Of course, Goodman was serious about it. From his old theme song, "Let's Dance," to his closing number, "Goodbye," he took all the care in the world. His performances of such songs as "After You've Gone," "Sweet Georgia Brown," "Stompin' at the Savoy," "One O'Clock Jump," "Don't Be That Way" and "Sing, Sing, Sing" will always have a following, as will his recordings of Mozart and the other classicists.

In 1955, he received one of the greatest accolades that can come to a popular figure. Hollywood made a film of his life called "The Benny Goodman Story," with Steve Allen playing the musician.

Benjamin David Goodman was born in Chicago on May 30, 1909. He got his first musical education at the Kehelah Jacob Synagogue. He also played in the band at Hull House, the famous community organization founded and operated by Jane Addams, and for two years he took private lessons from Franz Schoepp, the clarinetist of the Chicago Symphony Orchestra.

When he was 13, the boy got his card in the musicians union. At 14, he left high school for a full-time career as a musician, and at 16 went to Los Angeles to play with the Ben Pollack orchestra in the Venice Ballroom. He recorded his first solo with Pollack's band on Dec. 17, 1926, in Chicago. In 1929 he was in the Pollack band in New York for the musical comedy "Hello Daddy." For the next five years he was a highly successful free-lance musician.

In 1934, with the help of the promoter, John Henry Hammond Jr., he formed a 12-piece band and hired Fletcher Henderson as his arranger. He began appearing on a nationwide radio program, NBC's "Let's Dance." His muscular rhythms were different from the "sweet music" of the time and were enormously popular. But because he was on the midnight segment of the show, his work was much better known in the West than in the East.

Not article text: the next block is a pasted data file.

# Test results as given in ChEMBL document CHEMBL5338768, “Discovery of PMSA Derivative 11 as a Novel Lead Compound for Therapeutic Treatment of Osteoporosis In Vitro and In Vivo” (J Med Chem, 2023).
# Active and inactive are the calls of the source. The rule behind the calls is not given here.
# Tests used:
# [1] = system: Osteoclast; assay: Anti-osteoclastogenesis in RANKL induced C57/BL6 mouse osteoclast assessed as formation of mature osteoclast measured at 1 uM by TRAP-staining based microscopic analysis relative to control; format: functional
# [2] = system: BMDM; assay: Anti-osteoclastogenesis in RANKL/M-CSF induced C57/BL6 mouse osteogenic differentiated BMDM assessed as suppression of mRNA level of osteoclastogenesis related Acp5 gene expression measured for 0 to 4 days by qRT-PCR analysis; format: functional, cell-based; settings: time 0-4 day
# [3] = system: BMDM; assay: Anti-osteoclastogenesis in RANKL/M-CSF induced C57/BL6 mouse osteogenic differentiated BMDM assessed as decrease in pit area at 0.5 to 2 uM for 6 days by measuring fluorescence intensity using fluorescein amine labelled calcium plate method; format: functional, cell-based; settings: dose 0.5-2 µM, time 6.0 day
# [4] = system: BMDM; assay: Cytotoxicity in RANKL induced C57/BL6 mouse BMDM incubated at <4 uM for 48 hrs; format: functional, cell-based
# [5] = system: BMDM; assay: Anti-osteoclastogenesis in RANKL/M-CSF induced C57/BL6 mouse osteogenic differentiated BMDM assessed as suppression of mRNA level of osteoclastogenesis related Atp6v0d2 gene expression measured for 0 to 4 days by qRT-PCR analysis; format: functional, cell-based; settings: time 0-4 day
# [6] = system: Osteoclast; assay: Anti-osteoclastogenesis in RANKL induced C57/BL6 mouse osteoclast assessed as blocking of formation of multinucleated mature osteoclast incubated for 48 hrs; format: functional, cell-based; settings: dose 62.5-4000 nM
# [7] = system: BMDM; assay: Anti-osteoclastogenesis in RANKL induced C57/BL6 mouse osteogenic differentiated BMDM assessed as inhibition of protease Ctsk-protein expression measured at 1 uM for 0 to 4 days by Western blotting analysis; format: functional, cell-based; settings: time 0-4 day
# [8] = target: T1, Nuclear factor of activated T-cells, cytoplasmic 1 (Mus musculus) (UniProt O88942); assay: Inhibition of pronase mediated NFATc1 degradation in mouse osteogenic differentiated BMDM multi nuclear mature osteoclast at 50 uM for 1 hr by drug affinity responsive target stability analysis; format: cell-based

For that reason, a cross-country tour he began in 1935 started out disastrously. Few knew who he was and not many had heard his sound. All this changed as he got closer to California and the audiences that had stayed up to hear his midnight gigs on "Let's Dance." The grand finale -- more accurately, perhaps, the true beginning of the Goodman legend and the ascendency of swing -- was his famous concert at the Palomar Ballroom.

In addition to Hampton and Teddy Wilson, jazz greats who performed with Goodman included Jack Teagarden, Gene Krupa, Bunny Berrigan, Harry James, Ziggy Elman, Jess Stacy and singer Peggy Lee. He kept the orchestra together until the early 1940s and thereafter formed groups only as he needed them for specific projects.

He devoted more time to classical music. As early as 1938 he commissioned Bartok to compose "Contrasts," which Goodman performed in Carnegie Hall in 1939, with Bartok himself playing the piano and Bartok's fellow Hungarian, Joseph Szigeti, playing the violin. In 1947 and 1948, he commissioned concertos by Copland and Hindemith. He appeared with most of the major orchestras in this country as well as elsewhere in the world. Earlier this year he was rehearsing for a recording of a Brahms sonata.

In 1942, Goodman married Alice Hammond Duckworth, a sister of John Hammond. She died in 1978. Survivors include two daughters, Benjie and Rachel.

In recent years, Goodman's health began to fail. Back problems and an aneurysm both required surgery, and a pacemaker was implanted in his heart. Those developments failed to dim his enthusiasm.

"In a sense it's easier for me to put a band together now, providing I have the right material." On the other hand, standing up for two hours was increasingly difficult, he told The Post this year. "But," he added, "you manage that, you know."